This is medieaval classic has survived to the present day, albeit in a slightly different form. It was named after a seventh-century governor of Khorasan (a region stretching from present-day Iran across Central Asia) and involved a type of rice (or milk) pudding. The typical ingredients were rice, milk, sugar, and chicken. Interestingly enough, the dish was also known by an Indian name, bahatta. The Arabs passed the recipe to Christian Europe, where it became known as blanc-manger and was a staple of the mediaeval diet. The modern reincarnations of blancmange and muhallabiyya are no longer made with meat, but a taste of the original dish can be found in the Turkish tavuk göğsü. The recipe recreated here is a variant from the fifteenth century and requires meat and saffron-dyed rice, with honey or date syrup (dibs), rather than sugar, providing the sweetness.
A thirteenth-century Egyptian recipe which requires semolina flour, carlified butter, honey, rose water, and rose-water syrup. For the decoration, use crushed pistachios, hazelnuts, almonds and sugar.
ِA thirteenth-century Syrian recipe, which is as easy to make as it is succulent; after boiling the eggs, they are peeled and fried in sesame oil until the skins turn golden brown. The author recommends serving them with cold vegetable appetizers (bawārid), such as a yoghurt dip or the chicken pâté. In fact, the eggs are equally delicious as a side, or as part of breakfast!
An Andalusian dish, consisting of aubergine stuffed with lamb mince, spices and egg-whites. It is unusual in a number of respects. Firstly, it is one of very few Jewish recipes, whereas, in terms of cooking, it is made in three separate pots, each of which containing slightly different ingredients (among them rose water, citron, mint, vinegar, thyme, rue, fennel, onion). Two of the varieties are decorated with eggs, either whole or just the yolks. (Anonymous, fol. 70v.)
Surprisingly light, these scrumptious doughnuts are made with egg-whites and starch, and slathered in rose-water syrup . The name is probably a corruption of kāhin or kahīn, meaning ‘soothsayer’ and ‘magician’, respectively. [Ibn Mubārak Shāh, fol. 20v.] They become even more irresistible when you sprinkle on some icing sugar.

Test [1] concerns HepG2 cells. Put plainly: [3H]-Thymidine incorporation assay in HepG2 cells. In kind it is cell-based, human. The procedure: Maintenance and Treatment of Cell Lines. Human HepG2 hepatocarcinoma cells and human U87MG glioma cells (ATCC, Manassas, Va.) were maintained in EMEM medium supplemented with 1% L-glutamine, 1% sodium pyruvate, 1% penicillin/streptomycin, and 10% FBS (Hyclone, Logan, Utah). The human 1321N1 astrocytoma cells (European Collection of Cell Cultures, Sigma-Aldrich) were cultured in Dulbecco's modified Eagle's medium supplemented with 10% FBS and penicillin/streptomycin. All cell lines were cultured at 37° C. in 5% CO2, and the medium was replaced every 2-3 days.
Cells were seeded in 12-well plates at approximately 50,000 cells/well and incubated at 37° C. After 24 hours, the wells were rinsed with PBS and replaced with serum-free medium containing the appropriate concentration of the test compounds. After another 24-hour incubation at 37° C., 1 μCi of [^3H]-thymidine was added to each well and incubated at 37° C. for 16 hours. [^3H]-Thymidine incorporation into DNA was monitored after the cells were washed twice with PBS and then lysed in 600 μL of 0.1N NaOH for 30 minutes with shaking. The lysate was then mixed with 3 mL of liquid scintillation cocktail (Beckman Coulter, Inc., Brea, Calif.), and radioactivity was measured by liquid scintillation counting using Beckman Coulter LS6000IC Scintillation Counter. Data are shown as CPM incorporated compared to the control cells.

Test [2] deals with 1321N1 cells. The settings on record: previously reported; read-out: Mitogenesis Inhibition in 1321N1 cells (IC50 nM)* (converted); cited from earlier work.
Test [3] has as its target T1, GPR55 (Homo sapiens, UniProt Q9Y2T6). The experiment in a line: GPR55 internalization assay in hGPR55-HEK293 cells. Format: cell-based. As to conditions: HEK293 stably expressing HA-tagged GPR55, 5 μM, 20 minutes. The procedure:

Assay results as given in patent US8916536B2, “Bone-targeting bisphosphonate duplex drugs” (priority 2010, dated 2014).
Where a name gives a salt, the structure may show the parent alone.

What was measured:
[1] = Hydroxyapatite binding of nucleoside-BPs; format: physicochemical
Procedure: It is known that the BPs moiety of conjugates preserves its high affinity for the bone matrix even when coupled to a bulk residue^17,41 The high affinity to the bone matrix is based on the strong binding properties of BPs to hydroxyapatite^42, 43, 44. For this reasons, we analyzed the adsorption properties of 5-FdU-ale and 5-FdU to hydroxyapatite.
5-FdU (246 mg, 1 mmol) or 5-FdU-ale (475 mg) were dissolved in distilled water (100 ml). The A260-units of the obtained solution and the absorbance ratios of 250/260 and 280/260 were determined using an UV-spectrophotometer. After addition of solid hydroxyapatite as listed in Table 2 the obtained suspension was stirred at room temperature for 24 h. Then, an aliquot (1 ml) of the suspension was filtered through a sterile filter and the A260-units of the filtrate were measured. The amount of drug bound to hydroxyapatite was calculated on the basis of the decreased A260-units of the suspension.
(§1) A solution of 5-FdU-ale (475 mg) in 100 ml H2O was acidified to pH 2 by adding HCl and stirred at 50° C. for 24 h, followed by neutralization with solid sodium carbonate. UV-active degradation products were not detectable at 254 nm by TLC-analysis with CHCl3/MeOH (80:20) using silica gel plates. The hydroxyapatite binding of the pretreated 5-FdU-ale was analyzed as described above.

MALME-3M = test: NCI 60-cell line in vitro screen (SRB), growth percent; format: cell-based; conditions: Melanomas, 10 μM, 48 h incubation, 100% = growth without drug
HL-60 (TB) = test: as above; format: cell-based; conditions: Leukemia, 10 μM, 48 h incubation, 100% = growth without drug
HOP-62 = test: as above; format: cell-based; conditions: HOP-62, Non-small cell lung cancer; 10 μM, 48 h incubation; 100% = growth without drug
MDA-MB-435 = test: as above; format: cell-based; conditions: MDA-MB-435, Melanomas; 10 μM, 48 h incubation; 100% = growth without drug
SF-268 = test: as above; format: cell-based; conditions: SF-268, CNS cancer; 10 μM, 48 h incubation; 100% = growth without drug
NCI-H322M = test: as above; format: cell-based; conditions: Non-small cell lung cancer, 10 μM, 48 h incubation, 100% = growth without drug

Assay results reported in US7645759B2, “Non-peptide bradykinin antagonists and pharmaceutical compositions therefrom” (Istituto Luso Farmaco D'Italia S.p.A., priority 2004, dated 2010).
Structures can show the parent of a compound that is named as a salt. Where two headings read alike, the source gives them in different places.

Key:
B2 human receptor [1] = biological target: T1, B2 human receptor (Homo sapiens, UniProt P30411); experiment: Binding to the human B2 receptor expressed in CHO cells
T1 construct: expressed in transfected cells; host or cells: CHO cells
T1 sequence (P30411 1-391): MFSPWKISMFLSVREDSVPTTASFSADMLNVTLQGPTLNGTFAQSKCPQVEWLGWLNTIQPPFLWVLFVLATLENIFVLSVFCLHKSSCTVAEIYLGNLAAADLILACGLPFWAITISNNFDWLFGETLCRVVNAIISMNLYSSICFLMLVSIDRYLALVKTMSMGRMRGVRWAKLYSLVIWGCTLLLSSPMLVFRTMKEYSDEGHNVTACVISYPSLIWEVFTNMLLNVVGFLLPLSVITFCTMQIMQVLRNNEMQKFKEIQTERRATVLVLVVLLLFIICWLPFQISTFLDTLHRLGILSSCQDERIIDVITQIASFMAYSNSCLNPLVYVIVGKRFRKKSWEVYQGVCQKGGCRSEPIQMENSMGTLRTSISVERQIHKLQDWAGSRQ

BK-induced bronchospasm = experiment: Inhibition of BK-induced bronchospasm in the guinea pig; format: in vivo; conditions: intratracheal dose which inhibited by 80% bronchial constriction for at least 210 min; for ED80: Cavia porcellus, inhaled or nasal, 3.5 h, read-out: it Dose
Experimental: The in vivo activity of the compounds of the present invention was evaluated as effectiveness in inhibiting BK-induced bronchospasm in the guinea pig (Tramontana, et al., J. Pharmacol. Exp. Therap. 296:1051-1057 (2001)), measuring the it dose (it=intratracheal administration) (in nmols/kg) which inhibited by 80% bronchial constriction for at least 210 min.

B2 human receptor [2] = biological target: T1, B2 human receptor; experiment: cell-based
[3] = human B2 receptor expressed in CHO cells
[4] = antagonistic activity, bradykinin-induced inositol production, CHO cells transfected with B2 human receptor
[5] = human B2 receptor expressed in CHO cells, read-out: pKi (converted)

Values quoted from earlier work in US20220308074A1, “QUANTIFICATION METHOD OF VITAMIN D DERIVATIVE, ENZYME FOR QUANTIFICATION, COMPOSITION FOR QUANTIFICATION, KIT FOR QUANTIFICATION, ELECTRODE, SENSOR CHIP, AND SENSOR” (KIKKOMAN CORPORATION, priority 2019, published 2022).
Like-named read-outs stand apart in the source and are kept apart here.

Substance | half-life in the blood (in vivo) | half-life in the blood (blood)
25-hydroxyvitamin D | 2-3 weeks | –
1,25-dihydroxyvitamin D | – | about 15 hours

In case you have any cauliflower left from pickling, you might want to try this Syrian recipe for battered and fried cauliflower pieces. The batter is made with eggs, flour, olive oil, spices, walnuts, rue and parsley. Use sesame or olive oil to fry the cauliflower. [Wusla, No. 8.114] As you can eat the dish both hot and cold, it’s a great addition to a picnic! And why not try it as a side with a curry, instead of aloo gobi?
This recipe is unusual in that it is one of the few attributed to a female cook, in this case al-Hafiziyya (الحافِظِيَّة), who was a servant to al-Malik al-‘Adil (d. 1218), the younger brother and successor of the great Salah al-Din (Saladin). The biscuits were extremely popular, and their preparation often involved them being cooked twice (e.g. baking and toasting). This particular variety is made with semolina, almond oil and milk. [Wusla, No. 7.99] Note that they are not sweet but savoury — a wonderful accompaniment for, for instance, pâté, or any kind of dip.
Mediaeval Arab culinary literature reveals a predilection for various types of vegetable pickles, such as this delicate 13th-century Syrian recipe, which requires cauliflower, wine vinegar, date molasses (dibs), the atraf al-tib spice blend, rue and mint. Not only is it easy to store but it also gets better over time! [Wusla, No. 8.51]
A 10th-century recipe made with diced roasted chicken, fresh coriander, celery, rue, mint, tarragon, thyme, cucumbers, ginger preserve, egg yolks, wine vinegar, and a variety of spices. It is served garnished with onion, olives and turnip. [al-Warrāq, 1987, p. 71] Great to use on a canapé, or as a sandwich filler!